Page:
AT&T is diving further in promulgating the Internet of Things. On Wednesday, the telecommunications company announced a partnership with Aira to provide wireless connectivity to wearables for the blind and visually impaired.

It’s estimated that there are 20 million blind people in the U.S., and while most are able to make their way around, there should be ways to improve their independence. Aira is a company that specializes in wearable technology and services so those visually impaired have it a bit easier.

This startup started in 2014 and combines smartglasses, artificial intelligence, and real-time agents. When someone needs assistance, such as when navigating busy streets or recognizing who’s in front of them, they can tap on the wearable to¬†connect to a human agent who can offer assistance.

Photo showing Aira service agent helping a visually-impaired person using the startup's smart glasses.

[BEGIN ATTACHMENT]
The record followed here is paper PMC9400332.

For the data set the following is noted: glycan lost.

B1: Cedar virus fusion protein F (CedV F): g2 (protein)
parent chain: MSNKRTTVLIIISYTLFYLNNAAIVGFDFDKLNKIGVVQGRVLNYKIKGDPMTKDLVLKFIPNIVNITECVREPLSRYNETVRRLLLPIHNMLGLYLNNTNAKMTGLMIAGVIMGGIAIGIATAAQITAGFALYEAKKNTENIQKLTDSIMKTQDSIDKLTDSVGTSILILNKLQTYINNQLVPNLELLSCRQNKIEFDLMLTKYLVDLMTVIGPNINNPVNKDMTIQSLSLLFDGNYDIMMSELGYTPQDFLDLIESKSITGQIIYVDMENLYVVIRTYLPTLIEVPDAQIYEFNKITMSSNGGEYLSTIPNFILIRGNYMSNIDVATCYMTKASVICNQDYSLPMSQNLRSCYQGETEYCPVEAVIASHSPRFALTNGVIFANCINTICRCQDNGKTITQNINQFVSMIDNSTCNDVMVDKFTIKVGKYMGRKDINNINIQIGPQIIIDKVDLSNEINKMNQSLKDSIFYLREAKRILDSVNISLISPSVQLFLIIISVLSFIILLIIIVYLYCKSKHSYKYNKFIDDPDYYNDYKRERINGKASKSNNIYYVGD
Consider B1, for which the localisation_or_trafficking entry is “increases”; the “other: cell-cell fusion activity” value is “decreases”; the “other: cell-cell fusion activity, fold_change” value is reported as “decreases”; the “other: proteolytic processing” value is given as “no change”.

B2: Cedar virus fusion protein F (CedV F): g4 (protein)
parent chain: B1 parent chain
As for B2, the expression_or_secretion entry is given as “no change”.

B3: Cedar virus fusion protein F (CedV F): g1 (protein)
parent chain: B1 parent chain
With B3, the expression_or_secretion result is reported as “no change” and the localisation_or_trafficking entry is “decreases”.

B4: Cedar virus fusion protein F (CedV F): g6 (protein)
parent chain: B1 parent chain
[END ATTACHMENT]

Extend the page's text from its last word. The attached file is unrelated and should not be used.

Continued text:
Above: Photo showing Aira service agent helping a visually impaired person using the startup’s smartglasses.

Image Credit: Aira

The AT&T partnership is aimed at ensuring not only that the blind have consistent connectivity, but also that Aira’s team is able to prioritize the data traffic, thereby providing what it hopes will be a “more predictable experience.” Should data congestion occur, this could affect the ability of a service agent to provide timely support to someone in need, perhaps when trying to cross a busy intersection.

“Our provision of wireless connectivity to Aira will bring nearly real-time access and management to their platform. Ultimately, we believe that this should improve the experience for the blind and visually impaired,” remarked AT&T’s president for Internet of Things solutions Chris Penrose in a statement.

AT&T was quick to note that wireless connectivity to Aira is a byproduct of work done through the telecommunications company’s innovation center, called the AT&T Foundry for Connected Health. Doors at this center opened last summer,¬†with the goal to facilitate research and development in the digital health space.

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